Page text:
The most political food in the world

Palestine (Jenin)

Zaytoun helps to support Palestinian farmers through fair trade instead of aid, sourcing sustainably grown olive oil and other delicacies for distribution in the UK.


In 2004, a small group of activists used their European passports to provide Palestinian farmers with safe passage to their olive trees in the occupied territories. Acting as human shields against onlooking Israel authorities, they sought to help Palestinian rural communities reclaim their voice. If the farmers were unable to pick their olives, their already dwindling rights would become non-existent.

Encouraged by UK demand, the activists turned to commerce for the answer and Zaytoun – named after the Arabic word for olive – was founded that same year. From day one it was a community interest company. They source sustainably grown products from farmers in Palestine for distribution in the UK and Ireland. They support the farmers through fair trade instead of aid. And in 2009 they succeeded in helping a group of Palestinian farmers become the first olive oil producers in the world to achieve Fairtrade certification.

Since then the company has continued to branch out. “Our focus has been on building the capacity of our supply chains and supporting existing and new suppliers in Palestine to meet the stringent demands of the UK market,” says Bridget, Zaytoun’s Communications Manager. Their range has now expanded to include a variety of quality products, with the company’s freekeh, maftoul, Medjoul dates and raw almonds all having received a Great Taste Award.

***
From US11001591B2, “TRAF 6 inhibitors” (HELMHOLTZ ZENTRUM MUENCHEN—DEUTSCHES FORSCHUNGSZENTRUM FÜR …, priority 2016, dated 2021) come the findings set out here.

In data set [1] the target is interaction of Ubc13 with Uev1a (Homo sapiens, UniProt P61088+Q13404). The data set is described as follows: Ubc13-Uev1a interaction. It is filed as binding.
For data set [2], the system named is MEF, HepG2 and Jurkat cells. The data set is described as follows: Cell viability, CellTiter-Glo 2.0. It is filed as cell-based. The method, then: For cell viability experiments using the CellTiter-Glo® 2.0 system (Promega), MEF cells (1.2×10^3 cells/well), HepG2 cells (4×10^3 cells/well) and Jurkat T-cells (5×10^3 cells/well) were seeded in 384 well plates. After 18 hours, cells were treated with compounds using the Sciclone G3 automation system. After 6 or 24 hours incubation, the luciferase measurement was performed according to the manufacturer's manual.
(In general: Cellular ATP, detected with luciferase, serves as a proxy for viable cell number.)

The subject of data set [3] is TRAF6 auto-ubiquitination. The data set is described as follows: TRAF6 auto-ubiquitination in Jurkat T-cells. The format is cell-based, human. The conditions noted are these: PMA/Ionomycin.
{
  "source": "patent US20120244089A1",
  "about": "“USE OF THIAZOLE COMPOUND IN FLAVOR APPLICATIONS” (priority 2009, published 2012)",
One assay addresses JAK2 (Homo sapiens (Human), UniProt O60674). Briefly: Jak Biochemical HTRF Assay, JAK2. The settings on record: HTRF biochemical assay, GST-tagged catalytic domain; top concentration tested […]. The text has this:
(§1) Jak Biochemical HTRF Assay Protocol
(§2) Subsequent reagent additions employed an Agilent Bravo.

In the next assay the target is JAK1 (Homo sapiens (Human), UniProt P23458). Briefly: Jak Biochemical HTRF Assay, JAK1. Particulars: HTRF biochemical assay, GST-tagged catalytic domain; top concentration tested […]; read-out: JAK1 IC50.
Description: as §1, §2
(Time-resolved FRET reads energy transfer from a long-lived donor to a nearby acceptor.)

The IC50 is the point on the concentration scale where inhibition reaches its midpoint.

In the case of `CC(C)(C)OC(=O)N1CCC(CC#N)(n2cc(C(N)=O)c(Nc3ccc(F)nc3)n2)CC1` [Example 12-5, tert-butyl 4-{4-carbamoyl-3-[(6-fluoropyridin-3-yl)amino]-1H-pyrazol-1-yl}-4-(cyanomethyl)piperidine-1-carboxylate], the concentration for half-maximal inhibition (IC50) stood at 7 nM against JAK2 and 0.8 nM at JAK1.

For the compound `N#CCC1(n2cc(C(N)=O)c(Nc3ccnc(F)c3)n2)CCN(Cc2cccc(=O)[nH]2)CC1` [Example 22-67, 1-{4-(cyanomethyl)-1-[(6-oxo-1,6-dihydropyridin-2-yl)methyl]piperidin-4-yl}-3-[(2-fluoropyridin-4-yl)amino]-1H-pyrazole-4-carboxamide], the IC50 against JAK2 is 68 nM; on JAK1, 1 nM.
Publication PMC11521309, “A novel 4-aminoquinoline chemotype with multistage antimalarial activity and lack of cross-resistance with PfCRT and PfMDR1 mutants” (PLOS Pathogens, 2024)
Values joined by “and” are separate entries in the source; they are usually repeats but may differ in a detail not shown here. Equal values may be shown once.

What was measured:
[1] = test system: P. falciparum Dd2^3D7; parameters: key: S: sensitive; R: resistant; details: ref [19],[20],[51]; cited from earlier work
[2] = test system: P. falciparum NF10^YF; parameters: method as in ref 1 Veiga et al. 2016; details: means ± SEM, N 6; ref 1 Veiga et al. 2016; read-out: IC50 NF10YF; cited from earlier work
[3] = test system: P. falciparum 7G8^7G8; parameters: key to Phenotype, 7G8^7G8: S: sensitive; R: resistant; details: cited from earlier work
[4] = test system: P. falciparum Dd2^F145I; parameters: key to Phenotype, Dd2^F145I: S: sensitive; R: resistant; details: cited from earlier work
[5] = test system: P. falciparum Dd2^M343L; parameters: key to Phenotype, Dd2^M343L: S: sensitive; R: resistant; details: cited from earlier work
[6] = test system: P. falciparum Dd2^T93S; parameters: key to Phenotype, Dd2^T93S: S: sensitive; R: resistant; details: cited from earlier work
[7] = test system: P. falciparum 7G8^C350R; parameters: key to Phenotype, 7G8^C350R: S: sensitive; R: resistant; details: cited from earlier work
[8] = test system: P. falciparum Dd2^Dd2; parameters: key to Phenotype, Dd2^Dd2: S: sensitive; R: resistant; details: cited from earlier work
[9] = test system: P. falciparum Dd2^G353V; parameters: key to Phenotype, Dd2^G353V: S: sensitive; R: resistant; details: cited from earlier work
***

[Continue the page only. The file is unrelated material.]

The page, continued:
Recently, Zaytoun has also been able to take a step towards a greener future. “We have finally decarbonised our shipping by joining the Good Shipping programme,” explains Bridget, the company’s sustainable philosophy is now weaved into its delivery system by forgoing fossil fuels.

While the pandemic has shaken the world to its core, Palestine has suffered disproportionately due to the damage already wrought by the occupation. “The impact of COVID-19 on Palestinians, given the fragile health system and the ailing local economy, was and continues to be worrying” says Bridget. Food production plants were forced to impose necessary safety measures, which slowed production times and affected costs.

For a country already under severe restrictions, the inability to travel during the pandemia has only worsened the sense of isolation the nation has endured for decades.

Zaytoun has demonstrated the utmost commitment to maintaining contact, however. “For us, the inability to visit the producers and our suppliers on the ground or host them in the UK impelled us to find ways to increase our remote engagement,” explains Bridget. The company set up live Zoom calls with producers from across Palestine, and was “delighted” by the enthusiasm and interest that the virtual meetings garnered. Hundreds of new connections that could not have been forged at live events in the UK were made possible by this innovative approach to managing the crisis.

AtlasAction: Sign up to their newsletter to keep up to date with their campaigns, while joining their digital and live events. Sponsoring tree planting in Palestine is another fantastic way to help out (over 90,000 trees have been sponsored since 2017 in support of the Palestine Fair Trade Association).

Submitted by

Louise Ash, Event DIrector, The Meaning People

Written by

Holly Duncan (30 October 2017)

Project leader

Manal Ramadan, Managing Director and Heather Masoud, Company Director

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